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Controversial Children's Diet Book: Healthy or Harmful?

Paul Kramer, author of  ‘Maggie Goes On A Diet,’ says that he is “amazed” by the controversy caused by his diet book for children. ‘Maggie Goes On A Diet’ is about an overweight 14-year-old girl who becomes a school football star after slimming down..

While that might sound triumphant, critics argue that the book may promote eating disorders and health problems in children as young as 4.

In an interview on ‘Good Morning America,’ Kramer said that he “had no idea that anything like this [reaction] was going to happen.” The book's web site has had five million hits so far, many from incensed parents.

It won't be released until October, but the diet book is on pre-order at Barnes & Noble, where it is listed with a recommended reading age of 6 to 12. Amazon lists the suggested readership at 4 to 8. The cover drawing of Maggie looking in a mirror seems to have stirred much of the controversy.

Kramer defended his book saying, “My idea was just to write a story to entice and to have children feel better about themselves, to discover a new way of eating, learn to do exercise, try to emulate Maggie and learn from Maggie's experience. Children are pretty smart... they will make a good choice if you allow them that opportunity. If you push them and tell them that they can't do something, they will probably go and do the opposite.”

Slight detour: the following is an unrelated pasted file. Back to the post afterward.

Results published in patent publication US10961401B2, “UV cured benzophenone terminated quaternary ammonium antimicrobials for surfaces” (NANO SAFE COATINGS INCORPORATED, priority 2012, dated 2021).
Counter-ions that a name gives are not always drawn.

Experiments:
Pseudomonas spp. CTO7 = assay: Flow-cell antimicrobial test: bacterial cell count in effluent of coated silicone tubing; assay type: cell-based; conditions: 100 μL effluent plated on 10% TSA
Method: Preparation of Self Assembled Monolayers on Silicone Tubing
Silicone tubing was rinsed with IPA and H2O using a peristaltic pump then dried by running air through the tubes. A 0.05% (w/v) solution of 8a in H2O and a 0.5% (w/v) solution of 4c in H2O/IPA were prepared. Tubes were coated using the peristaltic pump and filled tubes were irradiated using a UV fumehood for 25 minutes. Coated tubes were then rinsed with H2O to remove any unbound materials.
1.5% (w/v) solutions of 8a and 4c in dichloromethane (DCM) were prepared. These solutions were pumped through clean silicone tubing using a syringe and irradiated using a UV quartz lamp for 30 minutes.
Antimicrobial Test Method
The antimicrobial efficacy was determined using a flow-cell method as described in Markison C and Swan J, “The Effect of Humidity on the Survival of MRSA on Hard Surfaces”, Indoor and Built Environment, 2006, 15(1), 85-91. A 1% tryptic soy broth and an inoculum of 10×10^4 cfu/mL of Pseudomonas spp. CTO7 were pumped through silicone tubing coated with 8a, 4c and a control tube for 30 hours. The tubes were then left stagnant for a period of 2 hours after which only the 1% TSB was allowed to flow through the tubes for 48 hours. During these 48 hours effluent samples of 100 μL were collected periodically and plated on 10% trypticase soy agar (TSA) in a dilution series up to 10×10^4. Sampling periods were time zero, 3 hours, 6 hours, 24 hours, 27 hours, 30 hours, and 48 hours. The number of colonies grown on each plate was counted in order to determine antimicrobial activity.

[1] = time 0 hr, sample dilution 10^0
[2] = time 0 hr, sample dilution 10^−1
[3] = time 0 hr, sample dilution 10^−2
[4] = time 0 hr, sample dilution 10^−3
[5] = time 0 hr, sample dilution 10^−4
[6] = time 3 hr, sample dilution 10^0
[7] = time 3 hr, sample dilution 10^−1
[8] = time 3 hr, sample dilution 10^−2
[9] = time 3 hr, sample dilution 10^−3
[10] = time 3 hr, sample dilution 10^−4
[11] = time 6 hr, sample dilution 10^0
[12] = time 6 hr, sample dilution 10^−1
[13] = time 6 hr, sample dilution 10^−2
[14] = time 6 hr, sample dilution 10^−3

“Maggie is not a mean person," he explained. 'Maggie is accepting that kids are mean, kids can be mean. She has decided to do something about it and to take things in her own hands and try to change her life, try to make herself more healthy.”

The Hawaii-based author said that the word 'diet' may be misunderstood, “Diet is a misconstrued word and it has many, many meanings.”

The book's description says that Maggie's insecurities are transformed when she loses weight: “Through time, exercise and hard work, Maggie becomes more and more confident and develops a positive self image.”

However, Joanne Ikeda, a nutritionist emeritus at University of California-Berkeley, told that the book “does not empower a child to adopt good eating habits” by focusing on imperfections.

Ikeda claimed the book has an underlying message, “If you don't look like Cinderella, you're a failure. I wouldn't want a child to read this ... because they might, in fact, try to do this and fail. What is that going to do to their self-esteem? Body dissatisfaction is a major risk for eating disorders in children all the way up through adulthood.”

A report published last year in the journal Pediatrics stated that the number of U.S. children under 12 that had been hospitalized with eating disorders had increased by 119 percent between 1999 and 2006.

Kramer remains steadfast in his defense of his work, “I was always taught as a child and all my life that you can't judge a book by its cover. I think that all these people, especially that those who have written negative comments without actually reading the book have judged this book solely by its cover.”


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